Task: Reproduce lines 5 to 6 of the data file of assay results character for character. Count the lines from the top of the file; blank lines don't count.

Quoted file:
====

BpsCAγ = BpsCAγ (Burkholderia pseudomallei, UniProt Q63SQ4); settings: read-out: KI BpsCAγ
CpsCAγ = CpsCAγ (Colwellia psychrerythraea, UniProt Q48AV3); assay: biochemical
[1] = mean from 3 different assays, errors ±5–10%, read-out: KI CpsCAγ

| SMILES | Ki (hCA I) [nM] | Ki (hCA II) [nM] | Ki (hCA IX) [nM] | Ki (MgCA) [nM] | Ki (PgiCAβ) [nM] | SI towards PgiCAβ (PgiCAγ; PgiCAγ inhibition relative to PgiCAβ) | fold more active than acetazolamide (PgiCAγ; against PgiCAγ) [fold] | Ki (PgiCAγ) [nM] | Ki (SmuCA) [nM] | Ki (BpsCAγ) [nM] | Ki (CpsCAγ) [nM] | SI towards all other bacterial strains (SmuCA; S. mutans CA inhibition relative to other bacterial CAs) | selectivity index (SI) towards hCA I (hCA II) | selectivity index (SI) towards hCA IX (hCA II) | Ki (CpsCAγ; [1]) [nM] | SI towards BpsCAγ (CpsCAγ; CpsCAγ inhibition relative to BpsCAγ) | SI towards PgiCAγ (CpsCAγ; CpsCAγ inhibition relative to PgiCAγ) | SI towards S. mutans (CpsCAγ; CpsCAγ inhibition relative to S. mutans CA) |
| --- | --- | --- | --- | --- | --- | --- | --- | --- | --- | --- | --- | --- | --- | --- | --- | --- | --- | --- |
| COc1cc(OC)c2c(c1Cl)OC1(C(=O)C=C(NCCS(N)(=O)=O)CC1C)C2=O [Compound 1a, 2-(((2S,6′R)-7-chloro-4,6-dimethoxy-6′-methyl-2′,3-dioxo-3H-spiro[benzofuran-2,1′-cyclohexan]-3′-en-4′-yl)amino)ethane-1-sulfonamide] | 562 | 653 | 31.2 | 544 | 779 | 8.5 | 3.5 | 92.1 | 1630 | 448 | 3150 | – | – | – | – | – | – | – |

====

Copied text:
| --- | --- | --- | --- | --- | --- | --- | --- | --- | --- | --- | --- | --- | --- | --- | --- | --- | --- | --- |
| COc1cc(OC)c2c(c1Cl)OC1(C(=O)C=C(NCCS(N)(=O)=O)CC1C)C2=O [Compound 1a, 2-(((2S,6′R)-7-chloro-4,6-dimethoxy-6′-methyl-2′,3-dioxo-3H-spiro[benzofuran-2,1′-cyclohexan]-3′-en-4′-yl)amino)ethane-1-sulfonamide] | 562 | 653 | 31.2 | 544 | 779 | 8.5 | 3.5 | 92.1 | 1630 | 448 | 3150 | – | – | – | – | – | – | – |